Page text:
There are a few things that hair, skin and nails all have in common. First, they are all parts of our bodies made up of quickly-dividing cells. This means that they are easily affected by environmental factors, including the products we use and the food we eat. We also as a society are on a common mission to find different ways of improving the look of our hair, skin and nails at all times. Although it may be hard to believe, it is as easy as eating three meals a day. This article will show you the five best nutrients to add to your diet to achieve the beautiful hair, skin and nails you are looking for!
1. Omega 3 and 6 Fats
One of the reasons those who are malnourished have problems with dull, thinning hair is because of a lack of fat in their diet. Fat is essential for the strength and shine of our hair, and also to keep skin and nails from being dry and flaky. If you have issues with hair loss, or if you feel your hair isn’t as shiny as you want it to be, try adding some fresh-caught salmon, avocado, and nuts and seeds to your diet. You can get two in one meal if you try an avocado sushi roll topped with salmon, as pictured above!
2. B Vitamins: Vitamin B5 (Biotin, Pantothenic Acid)
Hair, skin and nails are all made up of a protein called keratin. It is believed that biotin, a B-vitamin found in foods such as eggs, almonds, and wheat bran, can help strengthen this protein infrastructure. This helps quicken the growth process for hair and nails, and can improve the look of your skin. Many vegetarians and vegans do not get an adequate amount of B-vitamins (especially B-12, only naturally found in animal products and items like yeast) unless they make a conscious effort, and therefore may have issues with dry hair, skin or nails. Add a few servings of B-rich foods to your daily diet, and you will definitely see results!
Iron deficiency can also lead to hair loss, brittle nails and dry, pale skin. Iron-deficient anemia also causes other skin problems such as easy bruising. It is actually the protein that is essential for iron storage, called ferritin, that causes these problems, but if you are not getting enough iron (without being anemic) you may also experience some of these symptoms! Many of us do not eat enough leafy greens, a great source of iron. Add some kale, spinach or try a new one such as collard greens or broccoli rabe to your diet. Along with iron, you’ll also get a bonus dose of vitamins A, C, and folate.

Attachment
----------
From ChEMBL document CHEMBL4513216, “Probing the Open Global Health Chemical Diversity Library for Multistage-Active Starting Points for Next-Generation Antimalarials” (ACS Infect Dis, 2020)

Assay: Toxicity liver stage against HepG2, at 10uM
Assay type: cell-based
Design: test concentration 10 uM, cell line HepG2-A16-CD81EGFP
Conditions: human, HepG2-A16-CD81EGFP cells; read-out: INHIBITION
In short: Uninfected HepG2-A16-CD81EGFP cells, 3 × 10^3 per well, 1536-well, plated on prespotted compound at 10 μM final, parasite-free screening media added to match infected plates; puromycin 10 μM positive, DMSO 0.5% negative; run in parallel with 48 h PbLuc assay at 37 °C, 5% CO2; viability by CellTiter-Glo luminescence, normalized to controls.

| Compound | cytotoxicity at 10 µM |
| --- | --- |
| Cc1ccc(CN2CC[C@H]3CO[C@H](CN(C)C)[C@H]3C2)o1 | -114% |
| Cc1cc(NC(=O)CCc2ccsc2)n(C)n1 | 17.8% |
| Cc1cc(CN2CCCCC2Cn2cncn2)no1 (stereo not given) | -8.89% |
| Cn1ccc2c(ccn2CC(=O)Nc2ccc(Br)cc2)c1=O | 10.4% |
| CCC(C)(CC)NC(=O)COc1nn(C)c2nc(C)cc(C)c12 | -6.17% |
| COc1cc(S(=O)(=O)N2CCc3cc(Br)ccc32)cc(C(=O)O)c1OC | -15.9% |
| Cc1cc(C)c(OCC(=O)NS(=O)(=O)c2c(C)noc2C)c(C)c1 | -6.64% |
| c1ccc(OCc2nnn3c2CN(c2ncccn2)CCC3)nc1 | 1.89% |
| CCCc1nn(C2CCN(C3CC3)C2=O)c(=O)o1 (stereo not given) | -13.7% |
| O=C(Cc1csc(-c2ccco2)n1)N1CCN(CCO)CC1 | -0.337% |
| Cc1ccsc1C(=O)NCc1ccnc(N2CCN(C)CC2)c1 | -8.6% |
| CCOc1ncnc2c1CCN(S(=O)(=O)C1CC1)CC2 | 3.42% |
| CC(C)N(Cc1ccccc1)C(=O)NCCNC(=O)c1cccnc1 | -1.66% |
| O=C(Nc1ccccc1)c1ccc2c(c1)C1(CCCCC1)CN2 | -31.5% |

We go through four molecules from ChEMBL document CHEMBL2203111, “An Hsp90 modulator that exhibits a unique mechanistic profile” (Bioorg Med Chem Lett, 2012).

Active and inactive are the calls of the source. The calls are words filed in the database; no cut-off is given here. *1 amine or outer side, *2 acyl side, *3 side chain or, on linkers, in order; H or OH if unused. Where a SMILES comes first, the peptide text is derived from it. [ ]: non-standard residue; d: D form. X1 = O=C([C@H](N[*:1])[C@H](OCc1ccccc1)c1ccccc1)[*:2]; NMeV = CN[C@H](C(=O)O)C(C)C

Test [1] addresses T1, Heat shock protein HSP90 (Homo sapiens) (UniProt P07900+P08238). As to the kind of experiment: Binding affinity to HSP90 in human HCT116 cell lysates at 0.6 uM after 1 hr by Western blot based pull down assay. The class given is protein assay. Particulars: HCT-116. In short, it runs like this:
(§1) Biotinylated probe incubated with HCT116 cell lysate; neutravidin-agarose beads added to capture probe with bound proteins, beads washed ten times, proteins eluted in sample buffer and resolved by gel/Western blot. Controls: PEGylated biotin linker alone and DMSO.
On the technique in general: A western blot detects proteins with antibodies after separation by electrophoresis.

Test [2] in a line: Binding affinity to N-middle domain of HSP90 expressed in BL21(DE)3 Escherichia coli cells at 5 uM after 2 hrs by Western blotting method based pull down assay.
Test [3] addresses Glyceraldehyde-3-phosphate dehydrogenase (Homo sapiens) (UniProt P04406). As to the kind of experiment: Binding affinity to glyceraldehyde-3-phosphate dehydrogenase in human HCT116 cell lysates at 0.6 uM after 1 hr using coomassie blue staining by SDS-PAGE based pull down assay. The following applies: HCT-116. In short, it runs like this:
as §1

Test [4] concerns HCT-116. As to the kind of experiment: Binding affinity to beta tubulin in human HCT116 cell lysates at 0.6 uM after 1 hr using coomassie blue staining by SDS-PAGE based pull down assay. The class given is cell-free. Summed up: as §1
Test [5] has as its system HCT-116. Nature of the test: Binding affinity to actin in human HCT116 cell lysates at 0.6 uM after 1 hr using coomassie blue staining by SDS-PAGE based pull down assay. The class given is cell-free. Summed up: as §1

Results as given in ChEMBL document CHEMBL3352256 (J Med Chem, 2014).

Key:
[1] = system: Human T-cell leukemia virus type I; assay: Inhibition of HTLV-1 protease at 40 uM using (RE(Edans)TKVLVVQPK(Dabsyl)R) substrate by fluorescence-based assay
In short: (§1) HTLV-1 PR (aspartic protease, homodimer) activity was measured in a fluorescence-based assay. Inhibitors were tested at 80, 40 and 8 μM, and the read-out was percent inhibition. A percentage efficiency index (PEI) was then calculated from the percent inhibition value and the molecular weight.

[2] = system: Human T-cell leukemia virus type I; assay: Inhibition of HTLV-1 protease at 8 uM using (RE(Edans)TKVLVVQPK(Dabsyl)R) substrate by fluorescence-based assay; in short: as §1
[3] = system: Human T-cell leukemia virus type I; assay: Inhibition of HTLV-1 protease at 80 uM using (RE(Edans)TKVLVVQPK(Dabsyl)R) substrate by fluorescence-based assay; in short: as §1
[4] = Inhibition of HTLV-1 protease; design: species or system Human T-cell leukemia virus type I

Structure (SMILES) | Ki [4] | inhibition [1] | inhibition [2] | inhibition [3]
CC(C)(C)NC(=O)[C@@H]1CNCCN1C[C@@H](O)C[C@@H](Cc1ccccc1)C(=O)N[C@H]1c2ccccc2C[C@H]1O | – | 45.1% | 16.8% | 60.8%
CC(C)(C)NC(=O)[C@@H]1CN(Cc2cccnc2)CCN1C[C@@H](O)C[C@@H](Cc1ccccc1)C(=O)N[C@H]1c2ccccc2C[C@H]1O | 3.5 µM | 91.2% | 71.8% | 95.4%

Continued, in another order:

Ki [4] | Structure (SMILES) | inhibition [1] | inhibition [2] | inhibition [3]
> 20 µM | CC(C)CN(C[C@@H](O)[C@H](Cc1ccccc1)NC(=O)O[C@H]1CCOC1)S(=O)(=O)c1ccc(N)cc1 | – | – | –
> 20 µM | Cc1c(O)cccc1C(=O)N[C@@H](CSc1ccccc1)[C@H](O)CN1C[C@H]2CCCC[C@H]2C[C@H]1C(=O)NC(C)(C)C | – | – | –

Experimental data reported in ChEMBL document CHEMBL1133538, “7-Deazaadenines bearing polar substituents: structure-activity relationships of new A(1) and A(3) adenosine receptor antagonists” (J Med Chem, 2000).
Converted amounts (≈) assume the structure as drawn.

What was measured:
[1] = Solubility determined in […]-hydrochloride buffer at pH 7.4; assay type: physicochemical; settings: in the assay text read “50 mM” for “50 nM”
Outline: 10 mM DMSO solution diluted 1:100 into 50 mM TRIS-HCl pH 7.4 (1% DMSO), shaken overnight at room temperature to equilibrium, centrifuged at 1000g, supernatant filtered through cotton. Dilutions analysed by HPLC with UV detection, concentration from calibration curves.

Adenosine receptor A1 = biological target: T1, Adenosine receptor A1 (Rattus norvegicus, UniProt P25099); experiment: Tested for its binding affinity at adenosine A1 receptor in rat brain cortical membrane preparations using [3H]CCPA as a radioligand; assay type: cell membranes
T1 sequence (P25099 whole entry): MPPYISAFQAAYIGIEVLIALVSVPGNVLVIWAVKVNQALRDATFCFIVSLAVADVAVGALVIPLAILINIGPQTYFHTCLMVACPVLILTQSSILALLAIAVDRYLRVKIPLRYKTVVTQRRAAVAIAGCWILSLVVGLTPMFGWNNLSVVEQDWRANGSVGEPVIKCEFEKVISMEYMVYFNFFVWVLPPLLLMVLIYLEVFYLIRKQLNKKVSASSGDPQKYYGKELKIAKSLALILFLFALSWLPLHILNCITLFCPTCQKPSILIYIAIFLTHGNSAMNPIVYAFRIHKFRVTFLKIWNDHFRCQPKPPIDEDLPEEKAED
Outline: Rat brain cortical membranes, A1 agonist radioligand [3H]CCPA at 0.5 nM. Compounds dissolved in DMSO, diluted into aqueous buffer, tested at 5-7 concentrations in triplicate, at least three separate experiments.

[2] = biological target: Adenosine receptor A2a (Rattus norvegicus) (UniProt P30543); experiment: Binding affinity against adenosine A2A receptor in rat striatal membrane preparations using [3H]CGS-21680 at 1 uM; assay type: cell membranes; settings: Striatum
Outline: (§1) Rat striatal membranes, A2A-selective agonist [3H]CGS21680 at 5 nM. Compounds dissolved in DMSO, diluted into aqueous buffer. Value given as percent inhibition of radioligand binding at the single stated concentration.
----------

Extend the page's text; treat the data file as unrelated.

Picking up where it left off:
Protein is made from amino acids, which are building blocks of our DNA, and therefore an essential addition if one wants to feel good on the inside and look good on the outside. Although Americans do overall get a lot of protein as a culture, it is important that we are getting the right kind of protein and not eating too much or too little. Too much protein can deplete calcium from our bones which can also cause problems with hair, skin and nails, and too little will also do damage! Good sources of protein can come from both animal and plants – to switch it up, try eggs, legumes or fish instead of meat (or vice versa.)
5. Vitamin E
Vitamin E may already be a part of your daily regimen—just not in the way you think. Vitamin E is heralded as a great skin conditioner externally, but did you know it could be taken internally for the same—or better—results? Vitamin E is an antioxidant. Antioxidants are age-fighters, as they combat free radicals that oxidize (a fancy word for age) your cells. The vitamin is naturally high in foods like avocado, vegetable oil and nuts and seeds.
Water is a great, easy way of helping your hair, skin and nails. Simply drinking a glass or two more of water a day will improve the youthfulness and glow of your skin, and help you to feel better, more rested, and generally happier and healthier! Don’t go overboard—for average women, the recommended daily amount is around 9 cups of liquid per day. Adjust accordingly for differing body types and lifestyles.